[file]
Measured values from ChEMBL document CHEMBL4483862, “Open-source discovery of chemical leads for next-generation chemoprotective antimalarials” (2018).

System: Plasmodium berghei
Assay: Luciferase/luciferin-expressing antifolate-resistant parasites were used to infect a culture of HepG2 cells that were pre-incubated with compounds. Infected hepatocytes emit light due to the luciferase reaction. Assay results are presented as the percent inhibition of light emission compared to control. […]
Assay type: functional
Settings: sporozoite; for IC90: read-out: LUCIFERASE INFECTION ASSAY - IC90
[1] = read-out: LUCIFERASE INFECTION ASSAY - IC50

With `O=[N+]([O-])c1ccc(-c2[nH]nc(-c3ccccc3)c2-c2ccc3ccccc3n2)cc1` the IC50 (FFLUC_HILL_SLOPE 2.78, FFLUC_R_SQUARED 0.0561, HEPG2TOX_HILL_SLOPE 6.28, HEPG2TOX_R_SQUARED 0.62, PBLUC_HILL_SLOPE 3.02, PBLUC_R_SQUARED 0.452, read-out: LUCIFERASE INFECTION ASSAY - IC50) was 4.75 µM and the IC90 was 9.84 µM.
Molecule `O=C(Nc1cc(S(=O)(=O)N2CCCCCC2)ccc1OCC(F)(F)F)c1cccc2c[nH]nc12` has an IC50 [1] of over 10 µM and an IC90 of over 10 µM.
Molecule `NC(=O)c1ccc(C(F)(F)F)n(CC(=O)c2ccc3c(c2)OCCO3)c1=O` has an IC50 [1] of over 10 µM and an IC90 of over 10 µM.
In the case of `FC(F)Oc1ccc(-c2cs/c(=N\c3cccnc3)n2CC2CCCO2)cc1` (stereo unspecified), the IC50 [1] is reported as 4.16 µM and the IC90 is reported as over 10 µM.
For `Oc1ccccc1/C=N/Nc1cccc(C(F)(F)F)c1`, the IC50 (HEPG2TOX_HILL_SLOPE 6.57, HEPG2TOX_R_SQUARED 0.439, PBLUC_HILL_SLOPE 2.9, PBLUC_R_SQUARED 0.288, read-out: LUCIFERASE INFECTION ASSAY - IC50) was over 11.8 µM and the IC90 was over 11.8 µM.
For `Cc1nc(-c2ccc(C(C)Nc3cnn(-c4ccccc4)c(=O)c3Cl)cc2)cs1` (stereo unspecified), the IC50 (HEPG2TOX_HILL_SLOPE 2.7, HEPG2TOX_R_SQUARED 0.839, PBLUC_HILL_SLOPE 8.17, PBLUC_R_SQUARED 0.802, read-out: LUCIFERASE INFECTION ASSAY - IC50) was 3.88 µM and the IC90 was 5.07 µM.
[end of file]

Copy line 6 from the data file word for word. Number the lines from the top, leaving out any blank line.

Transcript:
[1] = read-out: LUCIFERASE INFECTION ASSAY - IC50